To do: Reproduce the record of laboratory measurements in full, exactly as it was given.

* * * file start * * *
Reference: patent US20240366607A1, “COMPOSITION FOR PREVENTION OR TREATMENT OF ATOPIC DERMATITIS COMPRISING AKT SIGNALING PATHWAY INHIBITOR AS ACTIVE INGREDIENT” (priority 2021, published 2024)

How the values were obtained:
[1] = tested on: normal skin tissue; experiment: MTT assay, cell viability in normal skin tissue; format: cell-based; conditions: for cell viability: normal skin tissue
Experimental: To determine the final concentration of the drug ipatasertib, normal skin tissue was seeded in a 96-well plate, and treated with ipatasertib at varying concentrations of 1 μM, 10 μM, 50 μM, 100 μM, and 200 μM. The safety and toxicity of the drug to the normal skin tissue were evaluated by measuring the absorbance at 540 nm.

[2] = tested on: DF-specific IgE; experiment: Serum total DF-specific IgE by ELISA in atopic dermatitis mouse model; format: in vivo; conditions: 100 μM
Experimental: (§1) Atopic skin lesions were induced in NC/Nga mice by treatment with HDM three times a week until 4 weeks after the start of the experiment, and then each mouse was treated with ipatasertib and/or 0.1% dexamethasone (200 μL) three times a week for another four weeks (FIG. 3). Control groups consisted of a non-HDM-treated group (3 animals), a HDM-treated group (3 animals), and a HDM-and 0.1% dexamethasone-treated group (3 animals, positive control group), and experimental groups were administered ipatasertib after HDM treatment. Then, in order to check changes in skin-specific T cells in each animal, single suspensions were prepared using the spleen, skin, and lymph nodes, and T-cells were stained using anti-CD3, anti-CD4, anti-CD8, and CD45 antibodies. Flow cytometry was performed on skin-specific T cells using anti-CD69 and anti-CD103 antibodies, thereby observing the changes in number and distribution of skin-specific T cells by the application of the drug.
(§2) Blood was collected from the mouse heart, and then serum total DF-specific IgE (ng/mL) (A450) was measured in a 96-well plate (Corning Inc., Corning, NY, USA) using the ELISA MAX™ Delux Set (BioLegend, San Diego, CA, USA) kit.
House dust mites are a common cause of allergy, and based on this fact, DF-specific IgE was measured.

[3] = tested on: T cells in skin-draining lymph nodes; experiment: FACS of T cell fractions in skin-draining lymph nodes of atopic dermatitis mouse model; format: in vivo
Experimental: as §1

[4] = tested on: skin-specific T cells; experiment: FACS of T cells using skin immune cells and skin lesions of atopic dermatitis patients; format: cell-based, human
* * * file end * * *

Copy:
Reference: patent US20240366607A1, “COMPOSITION FOR PREVENTION OR TREATMENT OF ATOPIC DERMATITIS COMPRISING AKT SIGNALING PATHWAY INHIBITOR AS ACTIVE INGREDIENT” (priority 2021, published 2024)

How the values were obtained:
[1] = tested on: normal skin tissue; experiment: MTT assay, cell viability in normal skin tissue; format: cell-based; conditions: for cell viability: normal skin tissue
Experimental: To determine the final concentration of the drug ipatasertib, normal skin tissue was seeded in a 96-well plate, and treated with ipatasertib at varying concentrations of 1 μM, 10 μM, 50 μM, 100 μM, and 200 μM. The safety and toxicity of the drug to the normal skin tissue were evaluated by measuring the absorbance at 540 nm.

[2] = tested on: DF-specific IgE; experiment: Serum total DF-specific IgE by ELISA in atopic dermatitis mouse model; format: in vivo; conditions: 100 μM
Experimental: (§1) Atopic skin lesions were induced in NC/Nga mice by treatment with HDM three times a week until 4 weeks after the start of the experiment, and then each mouse was treated with ipatasertib and/or 0.1% dexamethasone (200 μL) three times a week for another four weeks (FIG. 3). Control groups consisted of a non-HDM-treated group (3 animals), a HDM-treated group (3 animals), and a HDM-and 0.1% dexamethasone-treated group (3 animals, positive control group), and experimental groups were administered ipatasertib after HDM treatment. Then, in order to check changes in skin-specific T cells in each animal, single suspensions were prepared using the spleen, skin, and lymph nodes, and T-cells were stained using anti-CD3, anti-CD4, anti-CD8, and CD45 antibodies. Flow cytometry was performed on skin-specific T cells using anti-CD69 and anti-CD103 antibodies, thereby observing the changes in number and distribution of skin-specific T cells by the application of the drug.
(§2) Blood was collected from the mouse heart, and then serum total DF-specific IgE (ng/mL) (A450) was measured in a 96-well plate (Corning Inc., Corning, NY, USA) using the ELISA MAX™ Delux Set (BioLegend, San Diego, CA, USA) kit.
House dust mites are a common cause of allergy, and based on this fact, DF-specific IgE was measured.

[3] = tested on: T cells in skin-draining lymph nodes; experiment: FACS of T cell fractions in skin-draining lymph nodes of atopic dermatitis mouse model; format: in vivo
Experimental: as §1

[4] = tested on: skin-specific T cells; experiment: FACS of T cells using skin immune cells and skin lesions of atopic dermatitis patients; format: cell-based, human